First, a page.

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lost between OV-1 and OV-10

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posted on Aug, 8 2006 @ 10:04 PM
Something I want to ask as the thread has been revealed. Where is models from OV-2 to OV-9? Have they existed? If your answer is yes ,please show me.

posted on Aug, 9 2006 @ 03:02 AM
2 mins on google image search would give you these answers

Grumman OV1 Mohawk, is a military observation aircraft designed for battlefield surveillance for the US Army (the only airplane designed solely for the army since the services split in 1947). The prototype (YAO-1AF) first flew on April 14, 1959, and the aircraft served in the U.S. Army from 1959 to 1996.

Apart from performing traditional visual and photo-reconnaissance, the Mohawk could be equipped with SLAR (Side-Looking Airborne Radar) or IR (Infrared) sensors

Air & Space Magazine article on OV 1 Mohawk

GlobalSecurity Page

Crew. Two.
Role. Battlefield surveillance.
Armament. Normally unarmed (capable of carrying minigun, bombs, and rockets).
Dimensions. Length: 41 ft (12.5 m). Span: 48 ft (14.64 m).

Wings. Mid-mounted and equally tapered with blunt tips. Positive slant.
Engine(s). Two turboprops mounted on top of and extending beyond wings’leading edges.
Fuselage. Club-shaped and tapered to rear section. Blunt nose. Two-seat, stepped-up cockpit. When installed, SLAR is prominently exposed beneath the right side and forward part of the body.
Tail. Triple fins are equally tapered. Outer fins extend above and below the flat. Center fin appears taller. Flats are tapered with a positive slant.

Rockwell International OV10 Bronco, is a turboprop-driven light attack and cargo aircraft. It was developed in the 1960s as a special aircraft for COIN (counter insurgency) combat, developed for USMC, US Navy (Light Attack Squadron) and USAF (in forward air control role). Although it is a fixed-wing aircraft, its mission capabilities resemble a fast, long-range, inexpensive and reliable ultra-heavy attack helicopter. It flies at 350 mph (560 km/h), carries 3 tons of external munitions, and easily loiters for 3 or more hours. It is prized for its versatility, redundancy, load, wide field of view, short-field ability, low operational costs and ease of maintenance. In most cases, it flies acceptably on a single engine. In service, it was used primarily a light attack and Forward Air Controller aircraft, and rarely if ever as a transport.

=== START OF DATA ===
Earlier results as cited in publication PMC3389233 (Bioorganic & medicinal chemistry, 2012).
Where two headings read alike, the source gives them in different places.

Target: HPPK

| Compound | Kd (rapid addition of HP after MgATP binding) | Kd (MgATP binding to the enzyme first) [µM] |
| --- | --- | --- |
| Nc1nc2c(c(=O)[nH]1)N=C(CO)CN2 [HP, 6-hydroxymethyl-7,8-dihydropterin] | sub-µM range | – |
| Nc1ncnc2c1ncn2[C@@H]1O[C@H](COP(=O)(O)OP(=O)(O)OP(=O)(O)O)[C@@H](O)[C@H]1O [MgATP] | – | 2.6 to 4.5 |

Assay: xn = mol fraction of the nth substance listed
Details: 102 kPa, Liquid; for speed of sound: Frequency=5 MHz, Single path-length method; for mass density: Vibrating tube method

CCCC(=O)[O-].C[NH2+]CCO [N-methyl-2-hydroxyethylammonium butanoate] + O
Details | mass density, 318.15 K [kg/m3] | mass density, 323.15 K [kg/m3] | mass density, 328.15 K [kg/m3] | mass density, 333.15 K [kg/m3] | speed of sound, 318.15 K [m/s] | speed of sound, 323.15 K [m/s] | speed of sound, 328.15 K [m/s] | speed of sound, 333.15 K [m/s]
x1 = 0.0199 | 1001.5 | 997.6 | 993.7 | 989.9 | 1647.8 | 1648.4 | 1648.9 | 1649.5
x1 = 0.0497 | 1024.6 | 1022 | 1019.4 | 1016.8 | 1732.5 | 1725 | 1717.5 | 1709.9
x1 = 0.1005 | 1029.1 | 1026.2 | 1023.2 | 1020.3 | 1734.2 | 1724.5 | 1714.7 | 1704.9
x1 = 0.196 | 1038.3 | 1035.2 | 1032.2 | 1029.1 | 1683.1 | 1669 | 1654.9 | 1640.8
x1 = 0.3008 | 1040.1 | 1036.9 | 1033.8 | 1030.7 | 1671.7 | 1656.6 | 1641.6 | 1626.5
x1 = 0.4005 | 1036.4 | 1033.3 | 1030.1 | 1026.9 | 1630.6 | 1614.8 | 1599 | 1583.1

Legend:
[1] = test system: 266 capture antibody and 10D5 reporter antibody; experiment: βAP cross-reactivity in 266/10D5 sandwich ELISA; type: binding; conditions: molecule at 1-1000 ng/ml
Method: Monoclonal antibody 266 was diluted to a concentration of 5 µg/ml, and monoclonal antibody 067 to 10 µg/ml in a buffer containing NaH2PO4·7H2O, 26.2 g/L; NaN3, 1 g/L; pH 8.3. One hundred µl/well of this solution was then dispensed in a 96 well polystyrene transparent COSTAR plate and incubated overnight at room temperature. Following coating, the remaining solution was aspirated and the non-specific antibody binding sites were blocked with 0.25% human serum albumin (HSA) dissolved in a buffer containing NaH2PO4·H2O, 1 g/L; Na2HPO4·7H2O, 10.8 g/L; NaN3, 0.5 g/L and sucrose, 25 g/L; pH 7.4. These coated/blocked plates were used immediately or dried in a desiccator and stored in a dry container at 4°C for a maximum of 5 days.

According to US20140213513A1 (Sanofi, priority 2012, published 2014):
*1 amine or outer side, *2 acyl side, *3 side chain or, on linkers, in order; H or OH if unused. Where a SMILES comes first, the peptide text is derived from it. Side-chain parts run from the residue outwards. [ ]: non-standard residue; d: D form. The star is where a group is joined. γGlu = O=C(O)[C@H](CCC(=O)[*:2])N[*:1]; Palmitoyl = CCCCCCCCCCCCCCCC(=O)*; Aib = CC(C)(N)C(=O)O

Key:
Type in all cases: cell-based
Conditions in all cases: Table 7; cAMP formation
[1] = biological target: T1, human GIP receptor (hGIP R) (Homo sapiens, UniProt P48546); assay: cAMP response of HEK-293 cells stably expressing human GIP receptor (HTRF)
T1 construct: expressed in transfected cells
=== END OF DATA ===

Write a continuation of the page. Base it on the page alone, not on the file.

Crew. Two.
Role. Armed reconnaissance; forward air control; quick-response, ground-support.
Armament. Machine guns, rockets, bombs.
Dimensions. Length: 41 ft, 7 in (12.70 m). Span: 40 ft (12.20 m).

Wings. High-mounted and rectangular with square tips.
Engine(s). Two turboprops in booms under wings.
Fuselage. Short and oval with glassed-in, stepped canopy.
Tail. Twin tail booms with swept-back fin on each boom. Rectangular tail flat that connects the tail fins at the top.

GlobalSecurity Page

Wikipedia detailed info on OV10 Bronco

They are actually quite different.

posted on Aug, 9 2006 @ 06:28 AM
Thanx for your reply and your answer is really detailed.
Then where are models from OV-2 to OV-9?

posted on Aug, 9 2006 @ 07:07 AM
I may have this terribly wrong, (and someone will certainly correct me if so), but I always thought the "?V" designation such as OV or AV was a reference to VTOL/STOL capability so the "missing" designations would be for other projects not necessarily with OV designations.

This would explain where the others are.

posted on Aug, 9 2006 @ 08:09 AM
The 'V' designator was applied to VTOLS and STOL types, not just VTOL.

The complete type list, omitting sub variants, is as follows;

Grumman OV-1 Mohawk
De Havilland CV-2 Caribou
Bell XV-3
Lockheed XV-4 Hummingbird
Ryan XV-5 Vertifan
Hawker Siddely XV-6 Kestrel
De Havilland CV-7 Buffalo
Hawker Siddeley AV-8 Harrier
Hughes XV-9
Rockwell OV-10 Bronco
Parsons XV-11 Marvel
Rockwell XFV-12
V-14 - rescinded, refused by Bell for the next one.
Bell XV-15
Hawker Siddeley/McDonnell Douglas AV-16
De Havilland UV-18 Twin Otter
V-19 reserved 1977, cancelled 1980
Pilatus UV-20 Chirichacua
PV-21 PACES Airship project
Bell Boeing V-22 Osprey
UV-23 Skytrader

So there you have it emile, apart from the secret ones.

[edit on 9-8-2006 by waynos]

posted on Aug, 10 2006 @ 06:51 AM

I think the designation "V" should be used as some meaning like "F" that in US militery force means Fighter. But you reveal the list in which have both UK and US aircraft.

posted on Aug, 10 2006 @ 09:19 AM

Originally posted by emile

I think the designation "V" should be used as some meaning like "F" that in US militery force means Fighter. But you reveal the list in which have both UK and US aircraft.

The V does have a meaning emile, it means 'VTOL or STOL' as I said (and 'timeless test' before me).

Don't worry about the list including UK as well as US aircraft (and Canadian, mustn't forget them
) as the US gives a designation to all aircraft it uses, wehter it designed them or not, the EE Canberra became the B-57 in US operation remember, and in todays US forces you will find the AV-8B (Harrier) T-45 (BAE Hawk) and VH-71 (EH101 Merlin) amongst others.

posted on Aug, 10 2006 @ 10:29 PM
thanx, you posted a valuable list for me

posted on Feb, 19 2009 @ 11:45 AM
reply to post by emile

the "v" in ov 10,stands for vertical. indicating the wings. ov=observation, vertical. like ah 1 cobra, the ah=attack helicopter.

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